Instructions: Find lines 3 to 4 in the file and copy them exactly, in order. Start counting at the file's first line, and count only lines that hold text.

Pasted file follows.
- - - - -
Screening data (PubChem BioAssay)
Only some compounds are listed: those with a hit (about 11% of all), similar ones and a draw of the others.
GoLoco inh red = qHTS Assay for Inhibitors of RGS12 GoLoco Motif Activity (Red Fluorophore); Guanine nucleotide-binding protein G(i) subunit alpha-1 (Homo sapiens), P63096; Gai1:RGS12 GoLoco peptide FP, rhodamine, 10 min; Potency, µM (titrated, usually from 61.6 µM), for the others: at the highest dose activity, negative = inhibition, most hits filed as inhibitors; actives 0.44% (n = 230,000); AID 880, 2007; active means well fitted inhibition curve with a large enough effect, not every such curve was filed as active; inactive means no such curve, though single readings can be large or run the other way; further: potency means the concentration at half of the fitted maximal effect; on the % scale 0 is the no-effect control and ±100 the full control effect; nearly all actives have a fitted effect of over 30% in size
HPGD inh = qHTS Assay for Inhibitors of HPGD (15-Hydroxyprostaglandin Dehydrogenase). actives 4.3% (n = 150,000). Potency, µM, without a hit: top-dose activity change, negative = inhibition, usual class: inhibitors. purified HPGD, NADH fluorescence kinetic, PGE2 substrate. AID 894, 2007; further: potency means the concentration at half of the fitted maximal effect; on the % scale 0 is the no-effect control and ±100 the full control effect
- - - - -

GoLoco inh red = qHTS Assay for Inhibitors of RGS12 GoLoco Motif Activity (Red Fluorophore); Guanine nucleotide-binding protein G(i) subunit alpha-1 (Homo sapiens), P63096; Gai1:RGS12 GoLoco peptide FP, rhodamine, 10 min; Potency, µM (titrated, usually from 61.6 µM), for the others: at the highest dose activity, negative = inhibition, most hits filed as inhibitors; actives 0.44% (n = 230,000); AID 880, 2007; active means well fitted inhibition curve with a large enough effect, not every such curve was filed as active; inactive means no such curve, though single readings can be large or run the other way; further: potency means the concentration at half of the fitted maximal effect; on the % scale 0 is the no-effect control and ±100 the full control effect; nearly all actives have a fitted effect of over 30% in size
HPGD inh = qHTS Assay for Inhibitors of HPGD (15-Hydroxyprostaglandin Dehydrogenase). actives 4.3% (n = 150,000). Potency, µM, without a hit: top-dose activity change, negative = inhibition, usual class: inhibitors. purified HPGD, NADH fluorescence kinetic, PGE2 substrate. AID 894, 2007; further: potency means the concentration at half of the fitted maximal effect; on the % scale 0 is the no-effect control and ±100 the full control effect